Evolving Medical Policies and Unmet Needs in C. Diff Infection Management

Panelists review unmet needs in clostridium difficile infection management and consider how medical policies are evolving to address them.


Neil Minkoff, MD: Let me ask this question. We’ve talked a lot about what’s going on in this space. We’ve talked about some of the different medications, the difficulty of treatment, recurrence, and when to accelerate to a higher level of treatment. I want to open this up to everybody: What’s the biggest unmet need in recurrent Clostridioides difficile infection, whether it’s your coverage policy or your practice? What do you think would be the best thing for us to address?

Jessica Allegretti, MD, MPH: In the big picture, the best thing we could do for patients long term is primary prevention. If we can prevent C diff from even happening, then we don’t have to worry about recurrent C diff. That includes things like vaccines and some of these primary preventive agents. Or when patients are going into the hospital and getting on broad spectrum antibiotics, how can we prevent that subsequent C diff infection? That’s probably the biggest unmet need and the most exciting place to be working to prevent this from happening at all.

That being said, in lieu of that, we need more effective therapies to treat and eradicate recurrent C diff to ultimately result in decolonization and not keep these patients in a vulnerable microbiome space, if you will. I’m very pleased and excited to see all these novel microbiome therapeutics being studied.

We need FDA-approved therapies. I’m a true believer in FMT [fecal microbiota transplantation]. Obviously, I believe in the safety and efficacy of that product. It’s never going to be FDA approved. That’s quite clear to all of us. In lieu of that, we need products that we can use that are effective and safe. From my perspective, that’s what we need right now.

Neil Minkoff, MD: Any others?

Dale N. Gerding, MD: I agree. Primary prevention is where we need to be. There’s 1 vaccine pending; we’ve been waiting a long time for the announcement. One has already failed. But there are other modalities coming that will also be effective in primary prevention if we can establish those methodologies. However, those are still in the research stage.

But in the case of preventing recurrence, we need a safe, effective, and cost-effective way to prevent C diff recurrences that you can use with the first episode. We need to get on top of this as soon as it occurs the first time, because the real need here is to prevent patients from having any recurrences at all. We’re focused on multiple recurrences because they’re devastating to people, both emotionally and physically.

We also need to find the means to develop treatment agents that will prevent recurrence with the first episode. One of the big barriers right now is the cost of these preventive agents. Everything we’ve talked about so far has been more expensive than standard therapies. You’re trying to weigh the benefit of those more expensive therapies against their acquisition cost. We need something that works well, is safe, and doesn’t cost a whole lot.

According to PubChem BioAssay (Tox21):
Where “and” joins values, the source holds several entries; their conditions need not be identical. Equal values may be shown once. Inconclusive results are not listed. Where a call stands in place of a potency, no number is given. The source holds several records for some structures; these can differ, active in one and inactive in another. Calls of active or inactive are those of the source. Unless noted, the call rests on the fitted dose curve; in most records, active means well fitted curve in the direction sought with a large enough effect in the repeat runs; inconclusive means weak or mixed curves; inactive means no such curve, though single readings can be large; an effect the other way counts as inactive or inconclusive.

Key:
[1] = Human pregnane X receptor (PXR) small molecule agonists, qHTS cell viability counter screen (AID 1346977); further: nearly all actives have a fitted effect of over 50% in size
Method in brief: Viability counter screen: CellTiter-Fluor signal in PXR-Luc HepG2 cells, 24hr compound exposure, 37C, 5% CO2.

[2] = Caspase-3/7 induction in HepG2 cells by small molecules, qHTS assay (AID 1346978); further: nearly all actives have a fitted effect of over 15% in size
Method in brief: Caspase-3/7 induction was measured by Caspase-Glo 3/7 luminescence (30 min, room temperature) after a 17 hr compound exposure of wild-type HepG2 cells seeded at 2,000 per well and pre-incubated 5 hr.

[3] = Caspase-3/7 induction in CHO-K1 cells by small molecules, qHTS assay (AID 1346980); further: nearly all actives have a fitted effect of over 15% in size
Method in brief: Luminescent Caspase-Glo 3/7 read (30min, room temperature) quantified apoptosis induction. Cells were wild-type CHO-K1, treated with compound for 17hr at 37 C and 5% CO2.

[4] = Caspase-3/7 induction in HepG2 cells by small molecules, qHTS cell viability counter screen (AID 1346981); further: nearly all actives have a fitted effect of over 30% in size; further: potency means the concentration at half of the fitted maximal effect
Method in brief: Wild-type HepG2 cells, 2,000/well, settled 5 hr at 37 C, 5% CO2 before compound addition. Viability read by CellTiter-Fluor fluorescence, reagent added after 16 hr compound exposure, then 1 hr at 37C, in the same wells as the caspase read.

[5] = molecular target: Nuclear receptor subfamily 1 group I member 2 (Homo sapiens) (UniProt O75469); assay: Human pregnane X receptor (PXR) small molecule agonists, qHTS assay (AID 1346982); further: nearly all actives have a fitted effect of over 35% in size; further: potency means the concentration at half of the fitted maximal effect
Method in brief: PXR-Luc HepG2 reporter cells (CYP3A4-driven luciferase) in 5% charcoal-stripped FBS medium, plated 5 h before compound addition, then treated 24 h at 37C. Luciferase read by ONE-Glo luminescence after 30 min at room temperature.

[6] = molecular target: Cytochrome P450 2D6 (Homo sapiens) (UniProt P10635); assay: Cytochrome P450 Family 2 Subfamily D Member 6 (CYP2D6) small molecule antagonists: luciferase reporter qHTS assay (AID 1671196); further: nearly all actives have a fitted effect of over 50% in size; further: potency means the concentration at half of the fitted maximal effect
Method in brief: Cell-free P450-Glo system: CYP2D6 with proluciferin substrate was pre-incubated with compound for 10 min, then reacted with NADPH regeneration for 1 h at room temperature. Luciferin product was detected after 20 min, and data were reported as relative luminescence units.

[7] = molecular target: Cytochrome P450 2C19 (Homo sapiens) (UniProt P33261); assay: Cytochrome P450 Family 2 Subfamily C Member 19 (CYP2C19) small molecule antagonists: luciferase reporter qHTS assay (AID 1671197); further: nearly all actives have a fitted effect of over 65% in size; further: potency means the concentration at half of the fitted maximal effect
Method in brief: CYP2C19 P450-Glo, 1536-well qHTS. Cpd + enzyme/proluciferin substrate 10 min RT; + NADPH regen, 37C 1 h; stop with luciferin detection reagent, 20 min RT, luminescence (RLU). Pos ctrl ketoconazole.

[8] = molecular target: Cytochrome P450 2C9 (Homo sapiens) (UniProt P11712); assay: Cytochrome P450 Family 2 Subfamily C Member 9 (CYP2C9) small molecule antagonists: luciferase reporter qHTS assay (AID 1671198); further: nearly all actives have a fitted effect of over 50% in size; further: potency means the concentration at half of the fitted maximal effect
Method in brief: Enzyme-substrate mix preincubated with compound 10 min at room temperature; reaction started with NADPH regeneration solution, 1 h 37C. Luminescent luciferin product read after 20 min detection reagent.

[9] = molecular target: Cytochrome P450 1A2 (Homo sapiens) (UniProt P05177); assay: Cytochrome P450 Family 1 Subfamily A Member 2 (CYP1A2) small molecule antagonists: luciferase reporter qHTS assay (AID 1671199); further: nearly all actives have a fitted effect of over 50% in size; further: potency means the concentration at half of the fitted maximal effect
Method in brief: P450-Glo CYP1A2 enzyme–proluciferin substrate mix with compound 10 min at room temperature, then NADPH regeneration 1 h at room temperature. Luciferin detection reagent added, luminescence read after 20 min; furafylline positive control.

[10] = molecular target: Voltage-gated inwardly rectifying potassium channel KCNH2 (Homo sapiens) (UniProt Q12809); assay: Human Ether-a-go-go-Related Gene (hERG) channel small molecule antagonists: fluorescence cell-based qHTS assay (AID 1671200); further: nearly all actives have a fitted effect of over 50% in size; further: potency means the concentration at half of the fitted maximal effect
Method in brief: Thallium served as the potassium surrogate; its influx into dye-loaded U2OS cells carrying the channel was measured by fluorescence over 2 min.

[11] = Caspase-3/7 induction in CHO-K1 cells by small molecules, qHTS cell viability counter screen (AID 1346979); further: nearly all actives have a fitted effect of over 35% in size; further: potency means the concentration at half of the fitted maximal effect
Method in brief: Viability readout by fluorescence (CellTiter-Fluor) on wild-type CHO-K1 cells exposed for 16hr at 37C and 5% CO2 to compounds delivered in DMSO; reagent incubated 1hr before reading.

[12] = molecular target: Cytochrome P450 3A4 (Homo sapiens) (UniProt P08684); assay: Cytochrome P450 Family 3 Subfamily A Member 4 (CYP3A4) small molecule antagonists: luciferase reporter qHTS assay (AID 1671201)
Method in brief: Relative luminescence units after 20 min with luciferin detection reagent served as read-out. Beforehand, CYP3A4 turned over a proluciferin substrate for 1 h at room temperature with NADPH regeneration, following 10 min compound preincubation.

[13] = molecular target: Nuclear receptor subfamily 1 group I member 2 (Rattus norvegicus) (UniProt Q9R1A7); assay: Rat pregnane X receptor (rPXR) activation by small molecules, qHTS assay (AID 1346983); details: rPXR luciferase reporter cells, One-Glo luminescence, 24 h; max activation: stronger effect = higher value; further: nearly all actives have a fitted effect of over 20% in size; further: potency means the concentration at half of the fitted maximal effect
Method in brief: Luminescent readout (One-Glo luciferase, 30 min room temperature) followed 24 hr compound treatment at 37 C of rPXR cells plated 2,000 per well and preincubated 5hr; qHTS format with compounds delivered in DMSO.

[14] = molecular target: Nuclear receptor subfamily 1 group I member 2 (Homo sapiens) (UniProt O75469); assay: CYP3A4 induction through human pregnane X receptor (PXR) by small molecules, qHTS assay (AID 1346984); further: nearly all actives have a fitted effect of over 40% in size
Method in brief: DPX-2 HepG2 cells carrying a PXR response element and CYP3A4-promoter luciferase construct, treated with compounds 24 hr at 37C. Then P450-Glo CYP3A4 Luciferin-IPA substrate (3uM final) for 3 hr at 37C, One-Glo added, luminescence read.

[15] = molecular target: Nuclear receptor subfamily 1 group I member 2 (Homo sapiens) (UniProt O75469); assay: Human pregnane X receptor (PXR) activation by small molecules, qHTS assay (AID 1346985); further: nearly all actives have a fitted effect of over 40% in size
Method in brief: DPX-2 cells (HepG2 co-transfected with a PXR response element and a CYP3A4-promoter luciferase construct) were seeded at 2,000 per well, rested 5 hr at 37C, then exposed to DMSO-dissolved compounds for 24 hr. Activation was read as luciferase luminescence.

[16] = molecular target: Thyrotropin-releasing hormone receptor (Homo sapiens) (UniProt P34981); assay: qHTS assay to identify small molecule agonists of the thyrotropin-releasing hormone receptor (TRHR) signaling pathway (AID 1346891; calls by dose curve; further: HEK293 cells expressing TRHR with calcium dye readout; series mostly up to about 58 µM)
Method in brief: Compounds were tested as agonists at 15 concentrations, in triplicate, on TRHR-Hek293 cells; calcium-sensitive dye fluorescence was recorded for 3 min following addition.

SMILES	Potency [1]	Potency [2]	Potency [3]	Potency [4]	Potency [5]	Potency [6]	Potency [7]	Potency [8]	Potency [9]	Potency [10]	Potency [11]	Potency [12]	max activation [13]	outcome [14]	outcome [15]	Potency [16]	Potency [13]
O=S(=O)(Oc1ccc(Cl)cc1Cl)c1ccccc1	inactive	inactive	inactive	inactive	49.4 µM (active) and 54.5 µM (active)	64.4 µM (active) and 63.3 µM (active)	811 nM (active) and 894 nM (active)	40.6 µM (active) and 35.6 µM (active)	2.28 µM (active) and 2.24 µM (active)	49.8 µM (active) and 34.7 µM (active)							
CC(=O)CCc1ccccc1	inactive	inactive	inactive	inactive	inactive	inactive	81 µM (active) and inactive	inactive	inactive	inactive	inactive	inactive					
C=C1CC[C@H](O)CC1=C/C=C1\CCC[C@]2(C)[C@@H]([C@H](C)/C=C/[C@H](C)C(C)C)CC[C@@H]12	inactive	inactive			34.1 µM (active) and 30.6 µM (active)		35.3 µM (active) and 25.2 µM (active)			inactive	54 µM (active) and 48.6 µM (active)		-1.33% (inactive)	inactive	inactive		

Neil Minkoff, MD: You just defined the holy trinity.

Kevin U. Stephens, Sr. MD, JD: Absolutely. That’s right on point, because obviously it’s a balancing system, and you have to figure out outcomes vs cost vs patient satisfaction. To answer your question about what we need, we need more studies, research, randomized studies that show the effectiveness and cost-benefit, or CBAs [cost-benefit analyses], as we call it. That can help push us to better decisions, particularly as a payer.

Karina Abdallah, PharmD: I agree. Our unmet needs are FDA approval and new agents. Even if we don’t get Dr Gerding’s full wish list with lower cost, at least proven success. The ability to prove that being proactive will ultimately bring down not only the cost but also improve patient experience. Earlier on, Dr Allegretti took us through what a horrible experience this can be, not only for the patient but for their family. It’s important to bring in that whole picture. Dr Stephens earlier also mentioned behavioral health. Maybe even bringing that under the behavioral health umbrella and connecting it with nursing case management on the payer side. Most payers have a good, strong force of nursing case management. Maybe connecting that with hospital discharges, that can be an unmet need as well that we touched on a little.

It’s about being as proactive as we can and not only looking at the recurrent C diff population. Some quick statistics: before Medicare Advantage, a third of the primary cases end up in recurrence. It’s important to target the primary cases and be as proactive as possible, tracking what their risk factors are and what therapies they’re on. Are they following up with GI [gastrointestinal] or ID [infectious disease] physicians to manage their care all the way through? Connecting any coordination that we can do between the payer, health system, facility, and even at home for the patients is key.

Transcript edited for clarity.

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